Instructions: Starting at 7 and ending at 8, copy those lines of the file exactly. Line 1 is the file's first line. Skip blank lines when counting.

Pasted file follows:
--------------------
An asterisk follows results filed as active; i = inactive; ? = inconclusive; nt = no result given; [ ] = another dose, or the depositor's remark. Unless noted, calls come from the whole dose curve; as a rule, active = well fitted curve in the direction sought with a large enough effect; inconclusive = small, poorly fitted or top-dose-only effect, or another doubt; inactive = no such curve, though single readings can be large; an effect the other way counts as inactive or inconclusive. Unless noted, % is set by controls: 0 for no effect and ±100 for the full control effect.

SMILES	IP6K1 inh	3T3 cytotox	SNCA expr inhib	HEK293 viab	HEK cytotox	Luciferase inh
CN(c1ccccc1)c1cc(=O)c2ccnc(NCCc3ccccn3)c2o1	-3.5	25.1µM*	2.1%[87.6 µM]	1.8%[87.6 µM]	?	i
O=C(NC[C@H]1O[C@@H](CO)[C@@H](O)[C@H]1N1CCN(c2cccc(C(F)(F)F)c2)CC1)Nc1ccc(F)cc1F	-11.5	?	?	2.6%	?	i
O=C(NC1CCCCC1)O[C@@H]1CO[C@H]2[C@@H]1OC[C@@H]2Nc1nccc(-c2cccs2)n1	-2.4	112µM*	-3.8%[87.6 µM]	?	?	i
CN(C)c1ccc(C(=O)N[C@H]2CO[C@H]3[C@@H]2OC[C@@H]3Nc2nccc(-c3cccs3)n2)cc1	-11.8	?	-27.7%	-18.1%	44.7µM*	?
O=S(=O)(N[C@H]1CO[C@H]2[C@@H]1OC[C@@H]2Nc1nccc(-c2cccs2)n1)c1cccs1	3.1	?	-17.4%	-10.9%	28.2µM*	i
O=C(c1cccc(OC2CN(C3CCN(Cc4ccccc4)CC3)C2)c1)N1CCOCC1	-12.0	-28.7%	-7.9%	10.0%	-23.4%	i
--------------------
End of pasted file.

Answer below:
O=S(=O)(N[C@H]1CO[C@H]2[C@@H]1OC[C@@H]2Nc1nccc(-c2cccs2)n1)c1cccs1	3.1	?	-17.4%	-10.9%	28.2µM*	i
O=C(c1cccc(OC2CN(C3CCN(Cc4ccccc4)CC3)C2)c1)N1CCOCC1	-12.0	-28.7%	-7.9%	10.0%	-23.4%	i